"We generated maps that visualized the permeability value for each 3D section (voxel), Friedman said. "Our permeability maps revealed an increase in slow blood-to-brain transport in a subset of amateur American football players, but not in the control group. The increase in permeability was region specific (white matter, midbrain peduncles, red nucleus, temporal cortex) and correlated with alterations in white matter tracts. Importantly, increased permeability persisted for months, as seen in players who were scanned both on- and off-season.

"Not less important is the observation that few players who did not complain of severe symptoms also showed a leaky BBB. This suggests that DCE-MRI should be used in conjunction with symptom questionnaires before return to play is approved."

Football players were three times more likely to display a leaky BBB than controls as BBBD was detected in a subgroup (27.4%) of players. This individual variability may explain the wide range of cognitive deficits and neuropsychiatric impairments observed in players, likely reflecting differences in affected brain networks.

"Our findings show that DCE-MRI can be used to diagnose specific vascular pathology after traumatic brain injury and other brain pathologies," Friedman said.

The researchers note that while the present study was performed in otherwise-healthy amateur players, future studies are recommended to determine the prevalence and spatial-temporal characteristics of BBBD in professional players and/or retired players with and without CTE clinical signs and symptoms. Differences, if found, may improve the understanding of the effects of impact strength and frequency, age of onset, player's skill and extent of vascular injury.

For more information: www.aabgu.org


Related Content

Videos | Information Technology

A discussion on macro trends and the future of medical imaging with Jef Williams, managing partner, Paragon Consulting ...

Time February 07, 2023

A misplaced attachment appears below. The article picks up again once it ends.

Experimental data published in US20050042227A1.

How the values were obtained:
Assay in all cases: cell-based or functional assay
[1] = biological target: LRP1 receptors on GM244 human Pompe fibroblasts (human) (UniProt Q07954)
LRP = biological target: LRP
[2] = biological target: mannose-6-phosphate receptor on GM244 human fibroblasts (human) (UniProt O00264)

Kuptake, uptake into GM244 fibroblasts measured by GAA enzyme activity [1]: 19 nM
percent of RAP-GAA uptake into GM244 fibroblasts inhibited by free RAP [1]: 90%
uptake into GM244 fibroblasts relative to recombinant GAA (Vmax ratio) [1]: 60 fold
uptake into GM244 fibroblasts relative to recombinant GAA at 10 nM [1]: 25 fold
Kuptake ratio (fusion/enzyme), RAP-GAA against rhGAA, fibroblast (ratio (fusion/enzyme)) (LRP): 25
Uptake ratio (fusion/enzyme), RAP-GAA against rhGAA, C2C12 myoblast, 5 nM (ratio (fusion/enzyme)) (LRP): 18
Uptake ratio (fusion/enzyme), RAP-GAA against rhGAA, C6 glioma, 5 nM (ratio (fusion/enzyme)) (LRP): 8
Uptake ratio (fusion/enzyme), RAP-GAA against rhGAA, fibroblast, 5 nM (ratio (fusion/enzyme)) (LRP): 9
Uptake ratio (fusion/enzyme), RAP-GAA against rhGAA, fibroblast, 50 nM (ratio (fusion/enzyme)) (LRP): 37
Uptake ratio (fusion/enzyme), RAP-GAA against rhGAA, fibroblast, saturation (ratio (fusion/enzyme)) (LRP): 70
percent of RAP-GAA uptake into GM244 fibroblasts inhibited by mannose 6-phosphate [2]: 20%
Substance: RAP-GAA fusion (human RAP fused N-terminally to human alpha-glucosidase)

arrow
News | Radiology Business

February 2, 2023 — Five additional imaging centers across Allegheny Health Network (AHN) have been recognized by the ...

Time February 02, 2023
arrow
News | Radiation Oncology

February 2, 2023 — The V Foundation, a top cancer research charity, has announced the establishment of a new grant ...

Time February 02, 2023
arrow
News | Magnetic Resonance Imaging (MRI)

February 1, 2023 — According to an accepted manuscript published in ARRS’ American Journal of Roentgenology (AJR), MRI ...

Time February 01, 2023
arrow
News | MRI Breast

February 1, 2023 — Compared to other common supplemental screening methods, breast MRI was superior at detecting breast ...

Time February 01, 2023
arrow
Feature | Radiology Business | By Melinda Taschetta-Millane

Here is a recap of what ITN viewers found most interesting during the month of January: 1. A Look at the Changes in 2023 ...

Time February 01, 2023
arrow
News | Ultrasound Imaging

January 31, 2023 — Esaote, a leading Italian company in the biomedical sector – in ultrasound, dedicated MRI and medical ...

Time January 31, 2023
arrow
News | Digital Pathology

January 27, 2023 — Fujifilm has completed its asset purchase of Inspirata, Inc.’s digital pathology business effective ...

Time January 27, 2023
arrow
News | Magnetic Resonance Imaging (MRI)

January 25, 2023 — On November 11th, 2022 at the Southern Hills Hospital in Las Vegas, USA, Robotic Spine Surgeon Dr ...

Time January 25, 2023
arrow
Feature | Enterprise Imaging

The Imaging Technology News (ITN) team was saddened to hear of the untimely passing of Frank Pecaitis, US North American ...

Time January 24, 2023
arrow
Subscribe Now